Tuesday, September 01, 2015

Timo Andres performs Beethoven, does WQXR interview from pad in Bed-Stuy (videos); more on the "loud ending" (v. "soft") debate

I discovered a couple more interesting video interviews of Brooklyn-based composer-pianist Timo Andres.  The most interesting was filmed in his “Bed-Stuy” apartment, an episode of “Q2 Spaces” (“Interviews with artists in their space”) by WQXR.

The Bedford-Stuyvesant neighborhood of Brooklyn was the backdrop for the film “Naz and Maalik”, which I reviewed Aug. 30 on my movies blog.  I think I spotted his street in the movie.

An older interview is here.   Note that when he pronounces his name, the vowels are shortened, rather than pronounced as they would be in Europe.

But most interesting is two videos of Andres performing Beethoven piano sonatas, at the WQXR Green Space in New York City. 

The first one is the curious, 2-movement Piano Sonata #24 in F#,Op. 78.  This Sonata has double repeats in the first movement (even the development and recapitulation is repeated), and Andres takes both.  The key of F# would later fascinate Alexander Scriabin.

The other performance is the Piano Sonata #21 in C, Op. 53, the “Waldstein”.  The first movement offers a second subject in the unusual key of E Major (mediant). The slow movement, in F, is “just” and introduction to the Rondo Finale in C.  At the very end, Andres follows the dynamics markings literally, reducing the volume on the final two chords from “FF” to just “F”. I understand that is a function of the descent in the top line (on an older instrument), but I don’t think it’s effective on a modern piano. (Likewise, I don’t like to see some conductors dimuendo on the last octave of the Schubert Great C Major, or even the first movement of the Unfinished). Otherwise, Andres’s performance is rather straightforward and classic.

This would be a good place to mention the curious Piano Sonata #22 in F, Op. 54, in two movements, opening with a curious Minuet.  (What other piano sonata does this?)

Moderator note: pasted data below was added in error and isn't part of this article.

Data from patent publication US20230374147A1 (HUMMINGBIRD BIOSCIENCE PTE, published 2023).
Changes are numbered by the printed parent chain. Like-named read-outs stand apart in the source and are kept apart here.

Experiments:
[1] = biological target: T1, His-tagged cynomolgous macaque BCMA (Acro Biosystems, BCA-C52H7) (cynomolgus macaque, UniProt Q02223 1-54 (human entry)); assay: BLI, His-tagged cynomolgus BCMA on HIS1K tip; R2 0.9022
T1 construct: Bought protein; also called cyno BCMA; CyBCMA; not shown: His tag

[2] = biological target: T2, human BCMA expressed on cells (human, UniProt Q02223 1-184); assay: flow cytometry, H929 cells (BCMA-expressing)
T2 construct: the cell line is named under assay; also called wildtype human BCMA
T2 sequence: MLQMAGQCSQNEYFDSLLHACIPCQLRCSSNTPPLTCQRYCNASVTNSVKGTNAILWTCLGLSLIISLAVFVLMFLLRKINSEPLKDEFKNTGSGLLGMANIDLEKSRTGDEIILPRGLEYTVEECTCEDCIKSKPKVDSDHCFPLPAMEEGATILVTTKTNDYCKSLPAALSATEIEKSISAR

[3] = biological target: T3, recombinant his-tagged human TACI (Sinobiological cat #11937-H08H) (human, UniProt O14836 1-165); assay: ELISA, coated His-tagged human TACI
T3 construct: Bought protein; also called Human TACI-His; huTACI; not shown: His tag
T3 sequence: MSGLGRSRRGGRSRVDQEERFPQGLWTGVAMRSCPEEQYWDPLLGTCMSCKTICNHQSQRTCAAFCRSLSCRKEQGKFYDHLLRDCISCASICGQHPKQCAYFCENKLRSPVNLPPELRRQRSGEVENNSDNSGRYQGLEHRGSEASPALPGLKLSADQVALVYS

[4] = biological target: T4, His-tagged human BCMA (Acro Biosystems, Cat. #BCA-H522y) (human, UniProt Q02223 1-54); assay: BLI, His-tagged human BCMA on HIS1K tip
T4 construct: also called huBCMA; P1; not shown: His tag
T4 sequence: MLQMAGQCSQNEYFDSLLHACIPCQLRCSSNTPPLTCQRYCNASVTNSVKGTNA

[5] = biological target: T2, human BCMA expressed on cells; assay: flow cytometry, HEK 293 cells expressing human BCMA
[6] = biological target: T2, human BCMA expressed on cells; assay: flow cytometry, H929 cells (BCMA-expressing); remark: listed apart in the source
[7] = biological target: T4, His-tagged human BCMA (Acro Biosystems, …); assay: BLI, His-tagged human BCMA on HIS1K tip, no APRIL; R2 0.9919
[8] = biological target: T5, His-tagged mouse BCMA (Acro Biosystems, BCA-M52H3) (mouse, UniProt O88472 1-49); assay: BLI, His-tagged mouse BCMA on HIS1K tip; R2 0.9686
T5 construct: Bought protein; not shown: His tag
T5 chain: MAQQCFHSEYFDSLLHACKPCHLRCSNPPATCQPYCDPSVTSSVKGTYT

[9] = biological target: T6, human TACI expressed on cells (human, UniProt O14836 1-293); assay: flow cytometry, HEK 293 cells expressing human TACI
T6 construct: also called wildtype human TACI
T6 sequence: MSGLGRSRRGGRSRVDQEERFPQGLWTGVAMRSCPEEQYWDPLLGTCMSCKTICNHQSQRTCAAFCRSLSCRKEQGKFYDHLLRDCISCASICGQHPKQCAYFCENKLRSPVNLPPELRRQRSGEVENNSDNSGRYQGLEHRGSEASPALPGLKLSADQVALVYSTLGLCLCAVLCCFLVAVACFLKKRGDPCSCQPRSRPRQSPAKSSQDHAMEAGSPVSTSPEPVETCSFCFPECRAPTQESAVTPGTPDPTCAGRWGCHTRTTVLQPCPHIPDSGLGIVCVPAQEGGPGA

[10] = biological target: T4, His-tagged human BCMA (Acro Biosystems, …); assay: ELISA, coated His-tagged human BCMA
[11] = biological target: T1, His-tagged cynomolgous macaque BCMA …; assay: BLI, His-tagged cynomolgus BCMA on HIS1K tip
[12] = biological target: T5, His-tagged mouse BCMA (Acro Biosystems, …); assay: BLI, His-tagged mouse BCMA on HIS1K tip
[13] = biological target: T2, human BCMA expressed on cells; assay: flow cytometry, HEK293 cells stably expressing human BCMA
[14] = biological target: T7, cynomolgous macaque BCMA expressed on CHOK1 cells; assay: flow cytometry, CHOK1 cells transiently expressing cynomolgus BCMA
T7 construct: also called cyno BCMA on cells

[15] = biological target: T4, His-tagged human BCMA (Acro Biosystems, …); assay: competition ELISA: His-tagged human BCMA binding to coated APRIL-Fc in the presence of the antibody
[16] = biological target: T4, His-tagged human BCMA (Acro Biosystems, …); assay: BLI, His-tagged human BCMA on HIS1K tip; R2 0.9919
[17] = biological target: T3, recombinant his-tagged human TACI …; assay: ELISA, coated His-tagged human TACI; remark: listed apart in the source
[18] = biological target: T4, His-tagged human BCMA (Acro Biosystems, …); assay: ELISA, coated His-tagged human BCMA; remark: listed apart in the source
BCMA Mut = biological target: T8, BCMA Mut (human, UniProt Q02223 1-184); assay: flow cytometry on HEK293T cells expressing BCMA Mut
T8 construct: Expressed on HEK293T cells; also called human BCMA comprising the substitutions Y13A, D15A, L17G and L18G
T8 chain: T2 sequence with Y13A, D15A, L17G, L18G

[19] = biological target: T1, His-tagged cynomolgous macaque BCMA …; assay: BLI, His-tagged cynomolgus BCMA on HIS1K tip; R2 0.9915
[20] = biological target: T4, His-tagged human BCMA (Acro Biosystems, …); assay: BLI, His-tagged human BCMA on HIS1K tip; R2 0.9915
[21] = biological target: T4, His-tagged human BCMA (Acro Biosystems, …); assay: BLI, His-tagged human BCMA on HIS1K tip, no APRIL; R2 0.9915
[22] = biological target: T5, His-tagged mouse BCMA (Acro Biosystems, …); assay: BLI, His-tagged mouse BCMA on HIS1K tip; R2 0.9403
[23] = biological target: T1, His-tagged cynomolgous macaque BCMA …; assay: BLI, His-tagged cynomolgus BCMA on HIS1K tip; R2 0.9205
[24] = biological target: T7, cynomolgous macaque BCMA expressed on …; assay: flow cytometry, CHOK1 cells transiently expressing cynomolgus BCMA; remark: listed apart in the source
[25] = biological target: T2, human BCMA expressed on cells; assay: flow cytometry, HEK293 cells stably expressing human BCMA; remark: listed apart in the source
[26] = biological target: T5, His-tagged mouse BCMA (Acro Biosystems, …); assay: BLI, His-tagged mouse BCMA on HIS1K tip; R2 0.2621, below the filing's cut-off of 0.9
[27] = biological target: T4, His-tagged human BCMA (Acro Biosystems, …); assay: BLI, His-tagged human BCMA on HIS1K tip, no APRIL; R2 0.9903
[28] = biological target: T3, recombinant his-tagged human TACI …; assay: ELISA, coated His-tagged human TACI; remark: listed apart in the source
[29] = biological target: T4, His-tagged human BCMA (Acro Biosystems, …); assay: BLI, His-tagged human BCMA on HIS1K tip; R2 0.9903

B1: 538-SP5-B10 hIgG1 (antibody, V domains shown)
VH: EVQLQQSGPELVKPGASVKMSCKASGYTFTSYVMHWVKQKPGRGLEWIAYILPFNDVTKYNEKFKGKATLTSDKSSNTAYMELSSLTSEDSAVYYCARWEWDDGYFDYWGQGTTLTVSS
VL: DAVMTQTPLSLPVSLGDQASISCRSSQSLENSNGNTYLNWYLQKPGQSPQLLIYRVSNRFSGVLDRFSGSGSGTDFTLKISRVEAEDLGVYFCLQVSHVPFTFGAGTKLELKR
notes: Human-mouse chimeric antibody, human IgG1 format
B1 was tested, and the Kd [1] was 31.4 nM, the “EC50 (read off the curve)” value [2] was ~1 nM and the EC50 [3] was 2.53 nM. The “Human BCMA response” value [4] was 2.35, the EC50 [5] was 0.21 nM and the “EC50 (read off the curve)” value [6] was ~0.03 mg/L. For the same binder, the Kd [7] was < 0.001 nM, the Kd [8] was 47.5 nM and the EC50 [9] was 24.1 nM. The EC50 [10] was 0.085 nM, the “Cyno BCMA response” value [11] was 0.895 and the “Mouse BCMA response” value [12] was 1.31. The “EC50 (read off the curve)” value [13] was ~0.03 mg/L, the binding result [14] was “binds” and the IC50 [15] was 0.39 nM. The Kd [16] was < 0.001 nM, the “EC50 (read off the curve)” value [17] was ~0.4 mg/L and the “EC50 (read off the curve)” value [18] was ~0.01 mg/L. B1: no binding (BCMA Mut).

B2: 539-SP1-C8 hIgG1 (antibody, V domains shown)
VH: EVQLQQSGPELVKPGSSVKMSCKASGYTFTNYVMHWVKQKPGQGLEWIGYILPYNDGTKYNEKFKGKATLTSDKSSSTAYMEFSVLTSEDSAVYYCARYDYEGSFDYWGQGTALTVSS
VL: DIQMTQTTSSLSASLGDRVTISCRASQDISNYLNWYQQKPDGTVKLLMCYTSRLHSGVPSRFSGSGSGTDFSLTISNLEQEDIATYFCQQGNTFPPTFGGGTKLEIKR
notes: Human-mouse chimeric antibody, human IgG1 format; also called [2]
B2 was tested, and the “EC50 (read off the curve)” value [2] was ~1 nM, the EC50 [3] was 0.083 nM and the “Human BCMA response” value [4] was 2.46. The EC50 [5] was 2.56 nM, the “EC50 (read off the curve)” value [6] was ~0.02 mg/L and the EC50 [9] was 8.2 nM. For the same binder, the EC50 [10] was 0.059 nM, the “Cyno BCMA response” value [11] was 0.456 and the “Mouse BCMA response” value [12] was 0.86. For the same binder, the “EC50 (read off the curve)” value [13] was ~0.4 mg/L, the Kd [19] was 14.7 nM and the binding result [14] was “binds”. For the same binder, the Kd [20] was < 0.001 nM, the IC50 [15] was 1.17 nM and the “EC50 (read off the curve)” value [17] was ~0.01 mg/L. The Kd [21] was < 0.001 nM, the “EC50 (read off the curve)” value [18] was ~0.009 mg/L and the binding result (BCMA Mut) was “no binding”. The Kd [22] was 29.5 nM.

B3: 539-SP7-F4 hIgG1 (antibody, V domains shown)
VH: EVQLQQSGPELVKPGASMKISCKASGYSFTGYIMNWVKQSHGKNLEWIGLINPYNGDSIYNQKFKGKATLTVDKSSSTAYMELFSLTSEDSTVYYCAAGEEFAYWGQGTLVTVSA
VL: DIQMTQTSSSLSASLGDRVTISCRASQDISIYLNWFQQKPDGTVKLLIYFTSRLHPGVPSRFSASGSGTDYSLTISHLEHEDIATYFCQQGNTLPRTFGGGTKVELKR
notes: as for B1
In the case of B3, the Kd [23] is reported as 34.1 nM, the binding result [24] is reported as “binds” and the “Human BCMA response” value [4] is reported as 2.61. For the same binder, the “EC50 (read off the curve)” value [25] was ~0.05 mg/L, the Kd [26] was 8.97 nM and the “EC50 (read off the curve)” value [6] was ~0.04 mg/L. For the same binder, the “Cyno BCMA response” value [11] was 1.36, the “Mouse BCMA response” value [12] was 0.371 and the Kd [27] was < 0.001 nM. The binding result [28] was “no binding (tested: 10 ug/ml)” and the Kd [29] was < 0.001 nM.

A very early version of a chapter intended for my first “Do Ask. Do Tell” book, a text passage dating back to Oct. 1995, had said this about the opening of that Sonata:

“The music of Beethoven, more that of any other composer, tells us "how it is" (rather than how it “ought to be.”) The moral paradoxes of life seem to be arranged like DNA strands, in strettos and off-beat cadences.  One middle-period work that strikes me particularly is the 22nd Piano Sonata, in F Major - the most pastoral and unassuming of all keys.  This 2-movement sonata begins with, of all things, a Minuet!

“It is the simple theme in drop-rolls, constrained by the stately, courtly 3/4 rhythm, with keeps the progression of song under wraps. Ever so gradually, the theme, asking “Mother, May I?”  reaches for higher top notes, and finally earns its right to expand into triplets, still tied to the underlying, steady triple meter.  In the finale, the same motives are let loose in virtuoso arpeggia, except that they seem constrained by the same structures.
“So, Beethoven imagines world order within the constraints of his own encroaching deafness.  In the simplest terms, the structures of courtship, and marriage, and then a new freedom.  This is the paradigm of "family values," so succinctly stated in "absolute" music.”

Update: Sept. 3

As a result of a twitter conversation, discovered this blog post by Timo where he says most loud endings of modern compositions are ineffective.  Most of his pieces end quietly (notable exception, "Flirtation Avenue" in "Shy and Mighty" and the "Home Stretch" concerto (as I remember).   But then there is even a theory that Bruckner would have ended the "ultimate finale" of his Ninth Symphony quietly, following the example of the first movement of the Eighth, link here.  For the Eighth (Oct. 25, 2014), one could argue that the quiet first movement ending simply allows the Wagnerian triumph at the end of the "Apocalyptic" Finale to seem more conclusive (true of my own Sonata 3).  Actually, the same dilemma is true with Tchaikovsky's "Swan Lake", where a recent Bolshoi performance picks the soft ending, where as a UNC orchestra performance makes such a case for empty triumph instead (as in the movie "Black Swan").

See post July 29 for posting about the way (soloist) performance depends on the piano itself. 

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